with a large AC value (for AC analysis).
4. Check your options:
•
Remove all convergence-related options, and try first with no
special .OPTION settings.
•
Check non-convergence diagnostic tables for non-convergent nodes.
Look up non-convergent nodes in the circuit schematic. They are
usually latches, Schmitt triggers, or oscillating nodes.
•
For stubborn convergence failures, bypass DC all together, and
use .TRAN with UIC set. Continue transient analysis until transients
settle out, then specify the .OP time, to obtain an operating point during
the transient analysis. To specify an AC analysis during the transient
analysis, add an .AC statement to the .OP time statement.
•
SCALE and SCALM scaling options have a significant effect on
parameter values in both elements and models. Be careful with units.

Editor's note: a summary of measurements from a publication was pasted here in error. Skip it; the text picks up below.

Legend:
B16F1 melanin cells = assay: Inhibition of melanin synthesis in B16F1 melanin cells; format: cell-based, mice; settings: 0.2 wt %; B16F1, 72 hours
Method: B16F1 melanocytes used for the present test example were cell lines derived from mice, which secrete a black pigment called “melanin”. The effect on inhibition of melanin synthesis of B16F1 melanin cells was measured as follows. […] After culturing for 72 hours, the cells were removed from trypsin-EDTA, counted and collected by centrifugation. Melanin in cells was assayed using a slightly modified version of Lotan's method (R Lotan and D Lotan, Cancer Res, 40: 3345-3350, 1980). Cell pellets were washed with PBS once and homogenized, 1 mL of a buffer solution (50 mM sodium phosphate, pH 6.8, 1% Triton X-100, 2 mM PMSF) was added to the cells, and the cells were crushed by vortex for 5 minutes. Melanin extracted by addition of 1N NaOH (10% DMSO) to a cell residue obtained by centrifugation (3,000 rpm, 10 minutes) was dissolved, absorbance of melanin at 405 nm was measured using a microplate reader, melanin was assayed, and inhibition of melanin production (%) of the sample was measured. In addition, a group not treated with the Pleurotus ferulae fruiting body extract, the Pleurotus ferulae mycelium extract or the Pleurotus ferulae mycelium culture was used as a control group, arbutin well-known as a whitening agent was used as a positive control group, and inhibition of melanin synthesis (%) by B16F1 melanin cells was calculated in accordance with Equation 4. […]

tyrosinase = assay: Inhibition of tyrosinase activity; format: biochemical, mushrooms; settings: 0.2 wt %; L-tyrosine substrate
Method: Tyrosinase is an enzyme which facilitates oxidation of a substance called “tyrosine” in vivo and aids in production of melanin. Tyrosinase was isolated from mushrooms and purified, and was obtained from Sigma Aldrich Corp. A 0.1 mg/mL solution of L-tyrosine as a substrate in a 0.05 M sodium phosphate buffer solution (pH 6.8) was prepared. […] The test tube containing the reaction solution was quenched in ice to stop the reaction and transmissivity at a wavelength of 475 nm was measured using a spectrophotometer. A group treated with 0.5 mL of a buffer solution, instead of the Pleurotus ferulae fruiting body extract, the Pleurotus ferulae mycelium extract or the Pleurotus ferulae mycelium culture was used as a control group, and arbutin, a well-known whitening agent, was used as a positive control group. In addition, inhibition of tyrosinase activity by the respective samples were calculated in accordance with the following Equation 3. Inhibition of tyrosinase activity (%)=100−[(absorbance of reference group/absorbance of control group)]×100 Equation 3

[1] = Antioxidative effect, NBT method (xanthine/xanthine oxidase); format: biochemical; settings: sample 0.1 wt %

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Shorted Element Nodes
HSPICE or HSPICE RF disregards any capacitor, resistor, inductor, diode, BJT,
or MOSFET, if all of its leads connect together. Simulation does not count the
component in its component tally, and issues a warning:
** warning **
all nodes of element x:<name> are connected together
Inserting Conductance, Using DCSTEP
In a DC operating-point analysis, failure to include conductances in a capacitor
model results in broken circuit loops (because a DC analysis opens all
capacitors). This might not be solvable. If you include a small conductance in
the capacitor model, the circuit loops are complete, and HSPICE or HSPICE
RF can solve them.
Modeling capacitors as complete opens, can result in this error:
“No DC Path to Ground”
For a DC analysis, use .OPTION DCSTEP, to assign a conductance value to
all capacitors in the circuit. DCSTEP calculates the value as:
conductance=capacitance/DCSTEP
In Figure 39 on page 307, HSPICE or HSPICE RF inserts conductance (G), in
parallel with capacitance (Cg). This provides current paths around
capacitances, in DC analysis.
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Figure 39
Conductance Insertion
Cg
original circuit
Cg
G
after conductance
insertion
G
G
G
G = Cg/DCSTEP
Floating-Point Overflow
If MOS conductance is negative or zero, HSPICE or HSPICE RF might have